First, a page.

Does travel broaden the mind, or are you simply running away from your problems? Can self-discovery happen on the road, or is it always a case of ‘wherever you go, there you are’?
This episode draws on Letter 28 (‘On travel as a cure for discontent’), in which Seneca takes Lucilius to task for jumping around from place to place, trying to find solace and centredness. According to Seneca, he needs a ‘change of soul, rather than a change of climate’.
But we’re not so sure. Putting yourself in new situations not only reveals different parts of you to yourself, but it also helps us to escape the habits and people who confine us.
The real question here is what’s going on in your head. Are you running away, or are you going Walkabout – the more spiritual journey in which you head out in search of what truly matters to you.
Still, what about the other side of the coin – If you’re always looking for yourself, you’re only ever going to find someone who’s looking for themselves! Jon’s met a lot of Retreat Junkies, who never take what they learn from their explorations and actually apply it to their lives. If you just keep asking questions but never listening to the answers, what’s the point of it all?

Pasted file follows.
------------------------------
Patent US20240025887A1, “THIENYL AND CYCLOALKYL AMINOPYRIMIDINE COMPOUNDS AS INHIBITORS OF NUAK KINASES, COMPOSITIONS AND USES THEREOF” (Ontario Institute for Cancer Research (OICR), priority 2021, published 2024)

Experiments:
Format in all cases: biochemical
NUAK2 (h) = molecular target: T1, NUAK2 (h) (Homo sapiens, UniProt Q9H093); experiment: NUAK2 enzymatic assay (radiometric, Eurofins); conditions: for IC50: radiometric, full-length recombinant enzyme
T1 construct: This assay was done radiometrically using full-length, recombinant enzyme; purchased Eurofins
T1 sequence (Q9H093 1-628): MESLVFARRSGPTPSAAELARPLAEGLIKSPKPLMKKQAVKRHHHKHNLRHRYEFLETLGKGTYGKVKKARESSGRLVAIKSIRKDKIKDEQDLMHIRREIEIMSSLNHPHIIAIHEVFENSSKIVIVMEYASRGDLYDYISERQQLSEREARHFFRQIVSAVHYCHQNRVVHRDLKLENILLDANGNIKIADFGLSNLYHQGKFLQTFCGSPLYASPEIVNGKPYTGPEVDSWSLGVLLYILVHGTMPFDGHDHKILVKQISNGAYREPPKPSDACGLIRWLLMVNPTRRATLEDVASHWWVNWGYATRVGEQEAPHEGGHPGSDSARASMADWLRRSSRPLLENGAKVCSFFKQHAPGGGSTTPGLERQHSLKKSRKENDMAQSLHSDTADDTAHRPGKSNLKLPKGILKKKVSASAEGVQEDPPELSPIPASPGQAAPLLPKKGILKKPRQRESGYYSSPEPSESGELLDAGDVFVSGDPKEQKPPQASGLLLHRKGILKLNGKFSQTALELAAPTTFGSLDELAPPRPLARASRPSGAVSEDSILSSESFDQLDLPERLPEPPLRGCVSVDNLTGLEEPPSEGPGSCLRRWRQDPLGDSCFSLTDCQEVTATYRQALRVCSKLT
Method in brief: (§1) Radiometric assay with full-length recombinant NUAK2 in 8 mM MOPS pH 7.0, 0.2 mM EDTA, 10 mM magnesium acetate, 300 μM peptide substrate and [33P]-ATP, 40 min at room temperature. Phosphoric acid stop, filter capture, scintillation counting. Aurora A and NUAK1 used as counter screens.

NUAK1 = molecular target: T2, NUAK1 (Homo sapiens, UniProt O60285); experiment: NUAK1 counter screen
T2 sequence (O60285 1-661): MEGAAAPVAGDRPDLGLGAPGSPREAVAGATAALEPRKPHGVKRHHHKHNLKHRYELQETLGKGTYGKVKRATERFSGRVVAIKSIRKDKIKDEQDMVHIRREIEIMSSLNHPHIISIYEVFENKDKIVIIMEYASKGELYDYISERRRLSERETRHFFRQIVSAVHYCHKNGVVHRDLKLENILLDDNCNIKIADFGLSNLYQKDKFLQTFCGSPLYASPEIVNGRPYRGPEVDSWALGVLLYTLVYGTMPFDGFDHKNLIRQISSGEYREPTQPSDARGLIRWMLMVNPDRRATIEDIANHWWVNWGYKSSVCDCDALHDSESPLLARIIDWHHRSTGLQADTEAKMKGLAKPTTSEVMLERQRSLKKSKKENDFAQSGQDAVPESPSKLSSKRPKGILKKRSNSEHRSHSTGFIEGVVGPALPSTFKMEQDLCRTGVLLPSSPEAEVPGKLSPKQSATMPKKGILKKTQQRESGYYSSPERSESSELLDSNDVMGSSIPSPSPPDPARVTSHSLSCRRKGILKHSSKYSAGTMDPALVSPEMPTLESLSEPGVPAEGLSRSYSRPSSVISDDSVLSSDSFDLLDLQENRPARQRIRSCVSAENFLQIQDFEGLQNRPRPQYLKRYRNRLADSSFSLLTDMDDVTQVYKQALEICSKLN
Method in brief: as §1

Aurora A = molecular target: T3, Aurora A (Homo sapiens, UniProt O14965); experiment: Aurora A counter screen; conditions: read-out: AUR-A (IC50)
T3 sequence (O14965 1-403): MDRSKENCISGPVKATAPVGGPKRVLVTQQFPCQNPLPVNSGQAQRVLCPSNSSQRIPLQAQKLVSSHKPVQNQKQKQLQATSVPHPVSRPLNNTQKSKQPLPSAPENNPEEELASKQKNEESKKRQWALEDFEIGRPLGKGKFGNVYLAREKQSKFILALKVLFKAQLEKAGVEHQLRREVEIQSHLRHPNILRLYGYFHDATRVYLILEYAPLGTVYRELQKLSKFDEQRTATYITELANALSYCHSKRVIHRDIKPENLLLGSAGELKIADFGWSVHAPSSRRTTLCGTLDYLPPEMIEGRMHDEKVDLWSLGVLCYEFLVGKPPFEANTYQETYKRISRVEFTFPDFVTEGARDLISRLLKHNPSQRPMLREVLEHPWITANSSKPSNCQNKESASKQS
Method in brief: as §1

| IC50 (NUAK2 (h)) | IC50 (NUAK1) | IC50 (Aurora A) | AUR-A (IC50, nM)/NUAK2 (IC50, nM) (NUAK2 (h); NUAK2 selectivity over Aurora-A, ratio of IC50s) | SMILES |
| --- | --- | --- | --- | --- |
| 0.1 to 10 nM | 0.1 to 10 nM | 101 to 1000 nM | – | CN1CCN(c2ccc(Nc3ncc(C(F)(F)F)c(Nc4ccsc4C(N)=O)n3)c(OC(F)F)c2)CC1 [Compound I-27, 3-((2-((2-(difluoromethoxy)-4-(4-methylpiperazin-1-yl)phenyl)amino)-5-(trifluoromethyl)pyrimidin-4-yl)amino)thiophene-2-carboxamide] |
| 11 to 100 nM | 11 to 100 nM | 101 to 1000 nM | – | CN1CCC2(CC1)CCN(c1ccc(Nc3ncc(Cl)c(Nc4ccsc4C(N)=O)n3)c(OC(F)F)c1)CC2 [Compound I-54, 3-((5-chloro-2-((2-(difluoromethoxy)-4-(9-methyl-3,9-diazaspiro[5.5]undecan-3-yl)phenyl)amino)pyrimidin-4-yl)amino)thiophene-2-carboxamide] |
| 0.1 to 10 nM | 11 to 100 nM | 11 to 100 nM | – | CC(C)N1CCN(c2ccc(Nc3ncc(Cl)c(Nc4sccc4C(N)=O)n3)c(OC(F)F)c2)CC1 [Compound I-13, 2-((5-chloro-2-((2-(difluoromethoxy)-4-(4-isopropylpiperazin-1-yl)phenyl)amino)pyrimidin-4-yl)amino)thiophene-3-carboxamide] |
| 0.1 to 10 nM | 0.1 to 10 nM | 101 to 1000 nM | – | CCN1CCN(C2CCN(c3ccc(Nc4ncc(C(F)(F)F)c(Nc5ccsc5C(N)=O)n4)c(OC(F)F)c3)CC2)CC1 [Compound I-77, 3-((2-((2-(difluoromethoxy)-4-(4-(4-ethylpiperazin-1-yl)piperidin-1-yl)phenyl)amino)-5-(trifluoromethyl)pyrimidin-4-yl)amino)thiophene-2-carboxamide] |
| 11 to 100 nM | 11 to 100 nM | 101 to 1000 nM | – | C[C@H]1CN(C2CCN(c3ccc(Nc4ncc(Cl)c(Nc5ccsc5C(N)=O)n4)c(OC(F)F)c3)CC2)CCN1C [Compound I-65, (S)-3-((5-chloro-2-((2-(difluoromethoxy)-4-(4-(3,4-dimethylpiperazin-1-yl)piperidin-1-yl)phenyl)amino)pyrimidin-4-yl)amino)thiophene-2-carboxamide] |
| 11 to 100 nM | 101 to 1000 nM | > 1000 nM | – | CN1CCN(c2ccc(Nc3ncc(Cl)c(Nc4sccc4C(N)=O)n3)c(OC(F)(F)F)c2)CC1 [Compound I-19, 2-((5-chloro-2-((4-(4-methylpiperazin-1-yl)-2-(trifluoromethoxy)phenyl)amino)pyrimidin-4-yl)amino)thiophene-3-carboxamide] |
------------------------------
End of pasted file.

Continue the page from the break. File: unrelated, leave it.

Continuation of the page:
All of this can be hard work, but does that make it worthwhile? Have we got too accustomed in our culture to thinking that everything has to be hard to be worthwhile?
We also share some personal tales of travel and self-discovery, and feel rather perplexed that, despite everything we’ve heard, it turns out no one actually understands what gravity is. Seriously.
- Getting fossilised in the place you live
- Going Walkabout in the modern world
- Retreat junkies and how not to become one
- What’s more important – why, what, or how you’re doing something?
- Lies we tell to children
Find Out More:
- Hit us up on our brand new Instagram!
- The full text for free on WikiSource
- The hilarious Gap Yah video
- More wisdom from the incredible Philip McKernan
- The real treasure is friendship cartoon we mention